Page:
Assuntos
Receptores de Glutamato Metabotrópico , Sinapses , Hipocampo/metabolismo , Plasticidade Neuronal/fisiologia , Neurônios/metabolismo , Receptores de Glutamato Metabotrópico/metabolismo , Receptores de N-Metil-D-Aspartato/metabolismo , Sinapses/metabolismo
19.
Cell Rep ; 40(3): 111101, 2022 Jul 19.
Artigo em Inglês | MEDLINE | ID: mdl-35858575

RESUMO

Synapse loss and memory decline are the primary features of neurodegenerative dementia. However, the molecular underpinnings that drive memory loss remain largely unknown. Here, we report that FAM69C is a kinase critically involved in neurodegenerative dementia. Biochemical analyses uncover that FAM69C is a serine/threonine kinase. We generate the Fam69c knockout mice and show by single-cell RNA sequencing that FAM69C deficiency drives cell-type-specific transcriptional changes relevant to synapse dysfunction. Electrophysiological, morphological, and behavioral experiments demonstrate impairments in synaptic plasticity, dendritic spine density, and memory in Fam69c knockout mice, as well as stress-induced neuronal death. Phosphoproteomic characterizations reveal that FAM69C substrates are involved in synaptic structure and function. Finally, reduced levels of FAM69C are found in postmortem brains of Alzheimer's disease patients. Our study demonstrates that FAM69C is a protective regulator of memory and suggests FAM69C as a potential therapeutic target for memory loss in neurodegenerative dementia.


Assuntos
Doença de Alzheimer , Sinapses , Doença de Alzheimer/genética , Animais , Transtornos da Memória/genética , Camundongos , Camundongos Knockout , Plasticidade Neuronal/fisiologia
20.
PLoS One ; 17(7): e0271311, 2022.
Artigo em Inglês | MEDLINE | ID: mdl-35820111

RESUMO

While previous research using transcranial magnetic stimulation (TMS) suggest that cerebellum (CB) influences the neuroplastic response of primary motor cortex (M1), the role of different indirect (I) wave inputs in M1 mediating this interaction remains unclear. The aim of this study was therefore to assess how CB influences neuroplasticity of early and late I-wave circuits. 22 young adults (22 ± 2.7 years) participated in 3 sessions in which I-wave periodicity repetitive transcranial magnetic stimulation (iTMS) was applied over M1 during concurrent application of cathodal transcranial direct current stimulation over CB (tDCSCB). In each session, iTMS either targeted early I-waves (1.5 ms interval; iTMS1.5), late I-waves (4.5 ms interval; iTMS4.5), or had no effect (variable interval; iTMSSham). Changes due to the intervention were examined with motor evoked potential (MEP) amplitude using TMS protocols measuring corticospinal excitability (MEP1mV) and the strength of CB-M1 connections (CBI). In addition, we indexed I-wave activity using short-interval intracortical facilitation (SICF) and low-intensity single-pulse TMS applied with posterior-anterior (MEPPA) and anterior-posterior (MEPAP) current directions. Following both active iTMS sessions, there was no change in MEP1mV, CBI or SICF (all P > 0.05), suggesting that tDCSCB broadly disrupted the excitatory response that is normally seen following iTMS. However, although MEPAP also failed to facilitate after the intervention (P > 0.05), MEPPA potentiated following both active iTMS sessions (both P < 0.05). This differential response between current directions could indicate a selective effect of CB on AP-sensitive circuits.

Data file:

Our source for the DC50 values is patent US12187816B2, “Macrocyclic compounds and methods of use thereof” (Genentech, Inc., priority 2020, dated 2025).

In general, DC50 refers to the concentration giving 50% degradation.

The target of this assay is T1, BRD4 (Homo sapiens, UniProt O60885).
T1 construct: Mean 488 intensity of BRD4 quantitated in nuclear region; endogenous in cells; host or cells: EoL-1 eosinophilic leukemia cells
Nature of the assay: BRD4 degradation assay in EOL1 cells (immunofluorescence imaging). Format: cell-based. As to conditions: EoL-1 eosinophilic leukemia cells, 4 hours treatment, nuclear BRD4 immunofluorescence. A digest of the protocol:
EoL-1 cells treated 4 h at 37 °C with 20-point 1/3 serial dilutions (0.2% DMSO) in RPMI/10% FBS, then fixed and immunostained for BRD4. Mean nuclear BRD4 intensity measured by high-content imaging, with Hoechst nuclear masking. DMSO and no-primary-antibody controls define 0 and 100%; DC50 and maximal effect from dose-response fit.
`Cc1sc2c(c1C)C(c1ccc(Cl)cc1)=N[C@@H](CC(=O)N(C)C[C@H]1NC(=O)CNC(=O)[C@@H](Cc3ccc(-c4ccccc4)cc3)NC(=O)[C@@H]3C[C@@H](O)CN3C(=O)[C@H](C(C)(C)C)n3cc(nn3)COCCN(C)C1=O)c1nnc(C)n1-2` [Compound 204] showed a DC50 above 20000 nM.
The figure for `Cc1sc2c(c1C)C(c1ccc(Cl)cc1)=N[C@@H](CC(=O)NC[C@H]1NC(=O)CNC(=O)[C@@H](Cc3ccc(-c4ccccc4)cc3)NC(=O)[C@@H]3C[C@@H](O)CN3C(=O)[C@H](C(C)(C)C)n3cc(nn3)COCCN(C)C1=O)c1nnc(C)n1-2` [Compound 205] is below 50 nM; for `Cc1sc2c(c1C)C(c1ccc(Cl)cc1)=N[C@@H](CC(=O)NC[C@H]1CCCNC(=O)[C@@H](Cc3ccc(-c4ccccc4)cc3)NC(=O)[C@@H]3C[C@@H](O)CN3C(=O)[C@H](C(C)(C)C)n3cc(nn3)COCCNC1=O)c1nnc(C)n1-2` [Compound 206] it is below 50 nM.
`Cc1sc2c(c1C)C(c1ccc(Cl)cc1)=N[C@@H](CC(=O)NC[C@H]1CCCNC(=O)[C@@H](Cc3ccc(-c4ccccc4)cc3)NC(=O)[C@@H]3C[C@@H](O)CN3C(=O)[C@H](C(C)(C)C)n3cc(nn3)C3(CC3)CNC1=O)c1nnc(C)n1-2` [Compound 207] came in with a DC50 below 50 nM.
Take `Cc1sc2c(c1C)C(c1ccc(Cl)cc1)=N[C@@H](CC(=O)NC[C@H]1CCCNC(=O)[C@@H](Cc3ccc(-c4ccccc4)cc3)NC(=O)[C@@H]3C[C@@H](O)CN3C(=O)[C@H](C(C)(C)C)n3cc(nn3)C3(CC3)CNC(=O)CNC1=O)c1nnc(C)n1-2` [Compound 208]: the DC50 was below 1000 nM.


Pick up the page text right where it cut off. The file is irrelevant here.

Assuntos
Córtex Motor , Estimulação Transcraniana por Corrente Contínua , Cerebelo , Potencial Evocado Motor/fisiologia , Humanos , Córtex Motor/fisiologia , Plasticidade Neuronal , Adulto Jovem